A big major league baseball offseason event is being held in western Massachusetts for the first time.
Plans were announced Wednesday for the Boston Red Sox’s “Baseball Winter Weekend” to be held in downtown Springfield on January 17-18.
The hot stove fan festival is the organization’s biggest undertaking of the offseason, according to Red Sox President & CEO Sam Kennedy.
"Its a great way for the players to bond with each other, a great way for our alumnae to reconnect with one another and of course get together with our great fan base," said Kennedy.
Highlights of the event include autograph and photo sessions with current and former players, memorabilia displays, a town hall-style Q &A with team officials, panel discussions, and activities such as batting and pitching cages.
Held for the last five years at the Foxwoods casino in Connecticut, the change of venue is the result of a partnership struck earlier this year that had the Red Sox designate MGM Springfield as the team’s “official and exclusive resort casino.”
"There will be a completely different feel being in a city, in a downtown area," said Kennedy.
He said the team has a lot of fans and even employees who live in western Massachusetts.
" We're looking for a great weekend," said Kennedy.
MGM Resorts International and Major League Baseball also announced a partnership this year to promote sports betting, which has not been legalized in Massachusetts.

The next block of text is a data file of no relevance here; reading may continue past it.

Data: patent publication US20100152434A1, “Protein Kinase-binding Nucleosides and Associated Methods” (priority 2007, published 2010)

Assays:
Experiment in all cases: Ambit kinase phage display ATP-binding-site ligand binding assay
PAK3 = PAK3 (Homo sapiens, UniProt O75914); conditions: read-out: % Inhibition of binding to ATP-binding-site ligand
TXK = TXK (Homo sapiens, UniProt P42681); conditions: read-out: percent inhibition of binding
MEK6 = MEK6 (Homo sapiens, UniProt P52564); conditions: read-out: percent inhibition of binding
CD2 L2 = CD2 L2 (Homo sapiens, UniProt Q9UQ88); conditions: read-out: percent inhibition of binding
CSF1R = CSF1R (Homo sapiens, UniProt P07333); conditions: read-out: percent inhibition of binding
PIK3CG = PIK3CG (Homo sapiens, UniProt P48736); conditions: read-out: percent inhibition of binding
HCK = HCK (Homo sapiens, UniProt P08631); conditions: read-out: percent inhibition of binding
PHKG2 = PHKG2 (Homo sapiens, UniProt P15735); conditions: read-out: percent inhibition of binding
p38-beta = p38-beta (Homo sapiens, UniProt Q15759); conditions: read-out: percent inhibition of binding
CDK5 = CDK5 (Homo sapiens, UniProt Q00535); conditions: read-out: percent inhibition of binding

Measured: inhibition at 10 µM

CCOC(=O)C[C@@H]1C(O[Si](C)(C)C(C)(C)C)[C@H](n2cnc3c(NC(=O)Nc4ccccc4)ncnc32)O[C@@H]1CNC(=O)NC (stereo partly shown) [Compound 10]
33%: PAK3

Most of the winter weekend events will take place at the MassMutual Center, which MGM manages.
MGM Springfield President Mike Mathis said 8,000 baseball fans are expected to attend.
"The economic impact and scope of this event will extend beyond Springfield," said Mathis.
The event is not free. Tickets for the two days, which went on sale Wednesday, are $80 for adults and $30 for children age 14 and under. There is a discount for season-ticket holders.
Drawing business from the Connecticut casinos was one of the rationale for legalizing Las Vegas-style gambling in Massachusetts, a point alluded to at Wednesday’s announcement by Cathy Judd-Stein, Chair of the Massachusetts Gaming Commission.
" As I understand, for the past five years winter weekend has been growing more and more popular and it is now here in Springfield," said Judd-Stein.
The Greater Springfield Convention and Visitors Bureau has not yet calculated an economic impact for the Baseball Winter Weekend, according to bureau president Mary Kay Wydra.